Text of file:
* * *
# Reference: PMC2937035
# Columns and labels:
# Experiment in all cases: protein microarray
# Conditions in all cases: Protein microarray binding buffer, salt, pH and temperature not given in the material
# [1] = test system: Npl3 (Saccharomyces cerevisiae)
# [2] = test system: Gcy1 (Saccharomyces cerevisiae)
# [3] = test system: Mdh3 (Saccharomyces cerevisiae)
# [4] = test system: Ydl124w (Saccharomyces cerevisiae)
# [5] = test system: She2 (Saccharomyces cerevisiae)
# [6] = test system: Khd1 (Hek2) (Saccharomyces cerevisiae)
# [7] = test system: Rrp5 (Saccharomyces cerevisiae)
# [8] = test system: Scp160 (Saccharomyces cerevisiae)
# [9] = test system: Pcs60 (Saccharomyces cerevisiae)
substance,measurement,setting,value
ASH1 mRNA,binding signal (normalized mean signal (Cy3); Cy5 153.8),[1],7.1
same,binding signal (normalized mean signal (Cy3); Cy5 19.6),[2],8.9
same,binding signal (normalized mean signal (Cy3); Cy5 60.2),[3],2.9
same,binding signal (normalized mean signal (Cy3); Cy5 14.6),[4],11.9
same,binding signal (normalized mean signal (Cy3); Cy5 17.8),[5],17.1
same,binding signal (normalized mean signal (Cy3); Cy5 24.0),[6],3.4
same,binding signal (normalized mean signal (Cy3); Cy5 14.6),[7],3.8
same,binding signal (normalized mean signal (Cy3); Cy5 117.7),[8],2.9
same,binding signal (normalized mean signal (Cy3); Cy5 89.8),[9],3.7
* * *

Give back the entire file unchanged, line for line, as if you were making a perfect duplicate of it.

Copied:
# Reference: PMC2937035
# Columns and labels:
# Experiment in all cases: protein microarray
# Conditions in all cases: Protein microarray binding buffer, salt, pH and temperature not given in the material
# [1] = test system: Npl3 (Saccharomyces cerevisiae)
# [2] = test system: Gcy1 (Saccharomyces cerevisiae)
# [3] = test system: Mdh3 (Saccharomyces cerevisiae)
# [4] = test system: Ydl124w (Saccharomyces cerevisiae)
# [5] = test system: She2 (Saccharomyces cerevisiae)
# [6] = test system: Khd1 (Hek2) (Saccharomyces cerevisiae)
# [7] = test system: Rrp5 (Saccharomyces cerevisiae)
# [8] = test system: Scp160 (Saccharomyces cerevisiae)
# [9] = test system: Pcs60 (Saccharomyces cerevisiae)
substance,measurement,setting,value
ASH1 mRNA,binding signal (normalized mean signal (Cy3); Cy5 153.8),[1],7.1
same,binding signal (normalized mean signal (Cy3); Cy5 19.6),[2],8.9
same,binding signal (normalized mean signal (Cy3); Cy5 60.2),[3],2.9
same,binding signal (normalized mean signal (Cy3); Cy5 14.6),[4],11.9
same,binding signal (normalized mean signal (Cy3); Cy5 17.8),[5],17.1
same,binding signal (normalized mean signal (Cy3); Cy5 24.0),[6],3.4
same,binding signal (normalized mean signal (Cy3); Cy5 14.6),[7],3.8
same,binding signal (normalized mean signal (Cy3); Cy5 117.7),[8],2.9
same,binding signal (normalized mean signal (Cy3); Cy5 89.8),[9],3.7